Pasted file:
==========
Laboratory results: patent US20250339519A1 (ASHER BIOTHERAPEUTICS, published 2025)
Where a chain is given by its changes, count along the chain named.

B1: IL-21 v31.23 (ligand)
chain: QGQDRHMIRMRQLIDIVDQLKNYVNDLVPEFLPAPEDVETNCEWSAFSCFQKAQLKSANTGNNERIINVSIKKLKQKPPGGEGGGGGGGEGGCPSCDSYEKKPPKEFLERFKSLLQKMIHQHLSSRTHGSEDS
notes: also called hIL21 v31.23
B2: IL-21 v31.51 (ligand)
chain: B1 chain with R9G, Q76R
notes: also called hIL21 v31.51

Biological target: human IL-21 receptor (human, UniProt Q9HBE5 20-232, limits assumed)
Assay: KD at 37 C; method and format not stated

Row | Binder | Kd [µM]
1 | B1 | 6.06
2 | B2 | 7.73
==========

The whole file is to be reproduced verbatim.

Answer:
Laboratory results: patent US20250339519A1 (ASHER BIOTHERAPEUTICS, published 2025)
Where a chain is given by its changes, count along the chain named.

B1: IL-21 v31.23 (ligand)
chain: QGQDRHMIRMRQLIDIVDQLKNYVNDLVPEFLPAPEDVETNCEWSAFSCFQKAQLKSANTGNNERIINVSIKKLKQKPPGGEGGGGGGGEGGCPSCDSYEKKPPKEFLERFKSLLQKMIHQHLSSRTHGSEDS
notes: also called hIL21 v31.23
B2: IL-21 v31.51 (ligand)
chain: B1 chain with R9G, Q76R
notes: also called hIL21 v31.51

Biological target: human IL-21 receptor (human, UniProt Q9HBE5 20-232, limits assumed)
Assay: KD at 37 C; method and format not stated

Row | Binder | Kd [µM]
1 | B1 | 6.06
2 | B2 | 7.73